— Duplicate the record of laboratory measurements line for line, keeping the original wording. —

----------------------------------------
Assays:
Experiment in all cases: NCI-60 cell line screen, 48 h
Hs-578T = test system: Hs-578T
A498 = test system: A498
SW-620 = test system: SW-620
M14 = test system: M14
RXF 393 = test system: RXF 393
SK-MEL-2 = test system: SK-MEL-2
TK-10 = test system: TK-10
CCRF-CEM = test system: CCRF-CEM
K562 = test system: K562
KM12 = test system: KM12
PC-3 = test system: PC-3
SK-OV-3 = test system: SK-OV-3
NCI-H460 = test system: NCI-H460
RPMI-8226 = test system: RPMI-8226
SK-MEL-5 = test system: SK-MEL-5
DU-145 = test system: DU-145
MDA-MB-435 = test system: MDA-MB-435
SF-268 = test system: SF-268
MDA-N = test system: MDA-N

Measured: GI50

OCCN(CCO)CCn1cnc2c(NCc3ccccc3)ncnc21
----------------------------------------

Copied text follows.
Assays:
Experiment in all cases: NCI-60 cell line screen, 48 h
Hs-578T = test system: Hs-578T
A498 = test system: A498
SW-620 = test system: SW-620
M14 = test system: M14
RXF 393 = test system: RXF 393
SK-MEL-2 = test system: SK-MEL-2
TK-10 = test system: TK-10
CCRF-CEM = test system: CCRF-CEM
K562 = test system: K562
KM12 = test system: KM12
PC-3 = test system: PC-3
SK-OV-3 = test system: SK-OV-3
NCI-H460 = test system: NCI-H460
RPMI-8226 = test system: RPMI-8226
SK-MEL-5 = test system: SK-MEL-5
DU-145 = test system: DU-145
MDA-MB-435 = test system: MDA-MB-435
SF-268 = test system: SF-268
MDA-N = test system: MDA-N

Measured: GI50

OCCN(CCO)CCn1cnc2c(NCc3ccccc3)ncnc21